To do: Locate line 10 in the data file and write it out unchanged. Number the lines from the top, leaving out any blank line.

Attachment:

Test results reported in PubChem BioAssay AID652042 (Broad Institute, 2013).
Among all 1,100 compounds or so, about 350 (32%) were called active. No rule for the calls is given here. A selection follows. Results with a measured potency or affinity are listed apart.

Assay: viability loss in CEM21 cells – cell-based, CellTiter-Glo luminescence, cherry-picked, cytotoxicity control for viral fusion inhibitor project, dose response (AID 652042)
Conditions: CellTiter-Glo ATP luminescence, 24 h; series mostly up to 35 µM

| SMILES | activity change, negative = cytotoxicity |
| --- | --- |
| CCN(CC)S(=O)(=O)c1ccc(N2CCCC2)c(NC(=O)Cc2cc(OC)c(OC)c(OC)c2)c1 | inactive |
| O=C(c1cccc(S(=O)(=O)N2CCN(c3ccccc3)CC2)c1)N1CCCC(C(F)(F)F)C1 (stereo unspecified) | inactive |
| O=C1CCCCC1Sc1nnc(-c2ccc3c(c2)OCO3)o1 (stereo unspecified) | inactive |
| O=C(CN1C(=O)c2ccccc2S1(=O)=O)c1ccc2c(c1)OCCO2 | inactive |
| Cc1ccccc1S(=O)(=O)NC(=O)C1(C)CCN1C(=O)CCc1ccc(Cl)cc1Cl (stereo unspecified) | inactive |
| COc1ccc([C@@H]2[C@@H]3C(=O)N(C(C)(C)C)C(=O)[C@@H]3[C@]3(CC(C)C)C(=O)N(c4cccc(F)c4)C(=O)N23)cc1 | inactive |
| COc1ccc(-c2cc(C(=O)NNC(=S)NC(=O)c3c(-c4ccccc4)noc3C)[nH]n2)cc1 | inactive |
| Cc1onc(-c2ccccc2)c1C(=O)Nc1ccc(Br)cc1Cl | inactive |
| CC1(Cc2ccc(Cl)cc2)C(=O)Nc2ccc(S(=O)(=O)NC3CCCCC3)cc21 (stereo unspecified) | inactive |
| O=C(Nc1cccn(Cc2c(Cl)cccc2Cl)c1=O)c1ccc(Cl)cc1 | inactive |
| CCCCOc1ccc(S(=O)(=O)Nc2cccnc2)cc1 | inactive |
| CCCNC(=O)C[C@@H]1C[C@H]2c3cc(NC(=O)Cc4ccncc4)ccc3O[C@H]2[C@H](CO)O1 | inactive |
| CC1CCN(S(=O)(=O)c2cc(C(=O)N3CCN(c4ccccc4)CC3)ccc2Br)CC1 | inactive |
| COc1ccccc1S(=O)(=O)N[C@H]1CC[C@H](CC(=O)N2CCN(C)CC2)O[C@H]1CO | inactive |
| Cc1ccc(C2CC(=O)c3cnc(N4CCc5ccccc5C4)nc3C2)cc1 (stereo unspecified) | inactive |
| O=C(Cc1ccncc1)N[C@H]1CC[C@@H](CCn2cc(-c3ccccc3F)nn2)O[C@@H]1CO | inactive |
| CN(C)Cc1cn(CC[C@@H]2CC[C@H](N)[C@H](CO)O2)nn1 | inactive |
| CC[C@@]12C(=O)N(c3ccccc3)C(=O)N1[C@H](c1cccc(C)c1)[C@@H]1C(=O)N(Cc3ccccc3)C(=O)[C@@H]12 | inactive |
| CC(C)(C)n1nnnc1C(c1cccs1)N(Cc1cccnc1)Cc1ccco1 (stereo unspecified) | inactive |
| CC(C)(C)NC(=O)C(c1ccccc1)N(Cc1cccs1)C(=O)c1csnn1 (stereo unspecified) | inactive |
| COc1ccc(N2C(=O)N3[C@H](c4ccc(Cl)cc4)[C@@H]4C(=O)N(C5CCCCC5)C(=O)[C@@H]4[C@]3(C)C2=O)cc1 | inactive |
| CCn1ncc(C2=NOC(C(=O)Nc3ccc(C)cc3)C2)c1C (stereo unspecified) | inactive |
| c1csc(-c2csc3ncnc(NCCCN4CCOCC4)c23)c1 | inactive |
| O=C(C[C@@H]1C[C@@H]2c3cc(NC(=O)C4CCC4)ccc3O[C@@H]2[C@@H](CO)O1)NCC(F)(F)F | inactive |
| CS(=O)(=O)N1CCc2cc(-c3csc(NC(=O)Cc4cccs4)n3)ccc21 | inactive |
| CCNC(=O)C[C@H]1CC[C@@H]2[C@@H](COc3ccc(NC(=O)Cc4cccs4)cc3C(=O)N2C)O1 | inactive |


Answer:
| O=C(CN1C(=O)c2ccccc2S1(=O)=O)c1ccc2c(c1)OCCO2 | inactive |